A New Orleans flavor
Jul 17, 2014 - New Orleans Roast
NEW ORLEANS — Floating just over the
smell of the mighty Mississippi and diesel, there’s a scent that lets
you know this is no ordinary New Orleans riverfront warehouse.
between the tangy notes of oil and waterborne commerce, is the rich,
deep smell of coffee, a smell that resonates like a ship’s foghorn from
the PJ’s Coffee roasting facility in Faubourg Marigny.
Jones is the man behind that smell. He’s PJ’s roastmaster, a title he
takes most seriously, and one earned through time, effort, science and a
constant coffee education. The roasting plant, run by PJ’s, bags the
specialty-grade coffee sold in PJ’s stores and cafes as well as a new
line, New Orleans Roast Coffee, that can be found in hotels, restaurants
and grocery stores throughout the Gulf Coast.
“It started with
the goats,” said Jones, a native New Orleanian, picking up coffee’s
history at the very beginning, when it is said that African farmers
noticed that after their goats ate a certain bean, they had much more
Since then, the process has evolved somewhat, leaving hoof
stock behind and picking up a complicated scientific and artistic
process Jones designs to bring out the best taste in each bean PJ’s
buys. The company buys beans from all over the world, and each growing
region produces beans that have a unique flavor profile. Those unique
profiles mean each bean must be roasted differently depending on the
drying process used, moisture content and the final desired flavor of
In addition to Jones’ taste buds and expertise, PJ’s
uses a roaster that’s a drum roaster but uses an indirect heat. The drum
roaster provides a higher capacity and the indirect heat provides a
more consistent taste, Jones said. When running at speed, the roaster
can churn out 1,000 pounds of roasted coffee in an hour.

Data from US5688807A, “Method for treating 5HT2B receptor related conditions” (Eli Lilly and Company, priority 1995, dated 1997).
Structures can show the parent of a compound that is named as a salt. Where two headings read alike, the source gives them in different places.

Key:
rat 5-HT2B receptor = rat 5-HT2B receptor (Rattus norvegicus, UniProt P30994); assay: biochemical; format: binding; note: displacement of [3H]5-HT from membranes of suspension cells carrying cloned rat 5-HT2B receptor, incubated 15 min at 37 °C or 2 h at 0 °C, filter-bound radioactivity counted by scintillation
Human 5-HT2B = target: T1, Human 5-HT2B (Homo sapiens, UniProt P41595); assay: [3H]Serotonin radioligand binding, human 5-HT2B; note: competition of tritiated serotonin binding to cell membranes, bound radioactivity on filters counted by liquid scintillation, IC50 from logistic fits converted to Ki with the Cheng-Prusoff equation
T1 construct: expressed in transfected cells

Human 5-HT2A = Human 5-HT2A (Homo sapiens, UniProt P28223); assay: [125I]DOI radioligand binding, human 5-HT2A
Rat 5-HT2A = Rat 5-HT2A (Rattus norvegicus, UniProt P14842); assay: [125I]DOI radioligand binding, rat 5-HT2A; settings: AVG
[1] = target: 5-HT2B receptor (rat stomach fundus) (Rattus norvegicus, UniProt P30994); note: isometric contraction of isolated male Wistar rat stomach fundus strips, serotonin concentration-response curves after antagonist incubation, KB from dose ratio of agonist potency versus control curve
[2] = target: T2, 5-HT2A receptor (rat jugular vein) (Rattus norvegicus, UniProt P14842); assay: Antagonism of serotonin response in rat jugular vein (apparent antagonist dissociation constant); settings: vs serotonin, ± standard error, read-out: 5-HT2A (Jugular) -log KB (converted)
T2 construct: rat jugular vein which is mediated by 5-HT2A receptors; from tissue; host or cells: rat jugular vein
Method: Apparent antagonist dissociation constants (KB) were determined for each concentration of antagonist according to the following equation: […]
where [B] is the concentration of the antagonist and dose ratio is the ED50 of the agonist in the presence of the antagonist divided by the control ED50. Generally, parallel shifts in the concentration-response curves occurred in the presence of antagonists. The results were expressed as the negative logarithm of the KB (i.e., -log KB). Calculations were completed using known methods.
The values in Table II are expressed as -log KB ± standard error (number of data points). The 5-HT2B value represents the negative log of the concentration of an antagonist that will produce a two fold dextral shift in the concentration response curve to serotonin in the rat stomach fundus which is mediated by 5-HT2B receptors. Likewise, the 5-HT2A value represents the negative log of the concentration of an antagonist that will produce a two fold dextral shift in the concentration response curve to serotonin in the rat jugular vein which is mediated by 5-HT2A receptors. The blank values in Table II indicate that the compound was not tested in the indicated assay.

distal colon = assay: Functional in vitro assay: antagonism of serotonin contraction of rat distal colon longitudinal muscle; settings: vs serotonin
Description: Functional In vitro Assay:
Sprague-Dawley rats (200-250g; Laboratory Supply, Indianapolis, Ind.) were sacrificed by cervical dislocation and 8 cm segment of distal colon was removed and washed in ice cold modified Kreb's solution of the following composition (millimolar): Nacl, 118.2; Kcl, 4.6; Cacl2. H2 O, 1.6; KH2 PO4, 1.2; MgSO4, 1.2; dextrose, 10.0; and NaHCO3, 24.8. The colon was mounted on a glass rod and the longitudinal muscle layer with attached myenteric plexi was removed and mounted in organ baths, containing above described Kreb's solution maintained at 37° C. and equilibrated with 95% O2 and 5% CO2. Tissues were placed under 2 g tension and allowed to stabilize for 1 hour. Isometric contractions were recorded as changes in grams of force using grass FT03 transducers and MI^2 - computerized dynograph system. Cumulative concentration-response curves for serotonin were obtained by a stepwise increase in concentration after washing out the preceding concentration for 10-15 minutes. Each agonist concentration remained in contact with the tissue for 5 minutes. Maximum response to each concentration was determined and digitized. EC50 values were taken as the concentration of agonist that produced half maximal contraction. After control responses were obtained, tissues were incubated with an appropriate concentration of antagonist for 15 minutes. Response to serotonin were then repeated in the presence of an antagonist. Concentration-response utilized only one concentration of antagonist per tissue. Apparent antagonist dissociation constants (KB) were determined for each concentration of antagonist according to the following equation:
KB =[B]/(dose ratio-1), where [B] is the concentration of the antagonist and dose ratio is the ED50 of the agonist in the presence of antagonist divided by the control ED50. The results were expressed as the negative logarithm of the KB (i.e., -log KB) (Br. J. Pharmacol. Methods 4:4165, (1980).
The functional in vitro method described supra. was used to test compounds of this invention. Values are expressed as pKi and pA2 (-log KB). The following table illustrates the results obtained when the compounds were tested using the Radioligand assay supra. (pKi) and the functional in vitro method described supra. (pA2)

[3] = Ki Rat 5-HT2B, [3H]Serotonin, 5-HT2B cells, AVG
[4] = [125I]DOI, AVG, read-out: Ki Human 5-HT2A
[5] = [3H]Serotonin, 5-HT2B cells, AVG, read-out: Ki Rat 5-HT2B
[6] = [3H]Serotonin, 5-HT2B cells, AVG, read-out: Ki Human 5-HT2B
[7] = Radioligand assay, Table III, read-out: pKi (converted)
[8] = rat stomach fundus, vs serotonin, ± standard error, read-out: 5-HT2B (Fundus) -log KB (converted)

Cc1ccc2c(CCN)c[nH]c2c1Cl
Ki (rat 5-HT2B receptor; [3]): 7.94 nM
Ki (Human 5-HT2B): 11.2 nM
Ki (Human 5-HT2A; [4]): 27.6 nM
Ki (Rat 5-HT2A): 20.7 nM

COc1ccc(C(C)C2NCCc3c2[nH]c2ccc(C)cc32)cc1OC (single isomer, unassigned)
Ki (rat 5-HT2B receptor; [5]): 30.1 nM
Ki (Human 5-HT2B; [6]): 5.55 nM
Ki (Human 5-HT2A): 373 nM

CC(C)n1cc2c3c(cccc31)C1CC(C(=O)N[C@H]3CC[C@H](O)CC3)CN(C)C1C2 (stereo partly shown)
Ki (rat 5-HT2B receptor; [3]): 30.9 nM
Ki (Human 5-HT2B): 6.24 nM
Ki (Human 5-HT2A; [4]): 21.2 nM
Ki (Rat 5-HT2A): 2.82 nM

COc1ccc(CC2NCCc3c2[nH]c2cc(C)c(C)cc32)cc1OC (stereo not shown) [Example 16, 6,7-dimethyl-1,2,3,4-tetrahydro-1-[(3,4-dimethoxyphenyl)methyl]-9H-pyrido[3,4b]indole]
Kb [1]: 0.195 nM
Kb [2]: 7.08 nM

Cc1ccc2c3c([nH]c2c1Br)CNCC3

Which explains the persistent smell.
relies on scientific measures like temperature to tell him when the
beans are done, but he also looks at the color and cracking of the
beans, running his fingers through vast mounds of beans whole and ground
to check for texture and color.
“It’s kinda the same way as baking a cake,” he said. “It can seem done outside but not be done inside.”
Unlike other roasters, Jones also tries to go easy on the heat.
“When you go so dark, all the beans taste the same,” Jones said.
prefers the coffee he produces to have a more complex, varied taste.
“If you go to a restaurant and you order a steak well done, it doesn’t
matter if it was sirloin or black Angus,” he said.
Jones also debunked the myth that darker coffee packs more of a punch than lighter roasts.
medium roast coffee has more caffeine than espresso,” he said, adding
that he drinks about three to four cups of medium roast a day, down from
When it comes to how to make the perfect cup, though, he
politely declined to get involved in the sometimes vicious fight over
the method of brewing.
“The best way for you to enjoy a coffee is
the way that you enjoy it,” he said. The ratio of coffee to water
“really depends on the type of coffee pot you have.”
himself, he enjoys the “homegrown roots” of New Orleans’ coffee and
chicory. Unlike some companies, Jones said, his coffees use chicory as a
flavoring instead of the historic use as a filler.
“I can guarantee you back in the 1970s anything ‘naturally New Orleans’ was coffee and chicory,” he said.
he hopes to make sure that New Orleans’ strong coffee tradition shows
through in every bag he roasts, even the ones without chicory.“
goal with PJ’s and New Orleans Roast is to make sure our customers
enjoy a cup with a clean finish,” he said, meaning that, when properly
prepared, his coffee won’t leave a bitter aftertaste in a drinker’s
While Jones’ taste buds craft bags consumers can buy in
stores, he also makes special blends of coffees for more exclusive
clubs, like the New Orleans Saints’ Black and Gold blend and for many
New Orleans hotels.
Making blends for a particular client allows both Jones and the company to “open ourselves up a little bit” to new tastes.
company has experienced a growth spurt in the past few years, tripling
the amount of coffee it roasts to around a million pounds per year. But
Jones, a 20-year veteran of the coffee industry, remains the single man
responsible for the roast of PJ’s coffees and intends to keep his post
at the roaster.
“I love drinking it,” he said. “And I never stop learning about it.”Visit Web site
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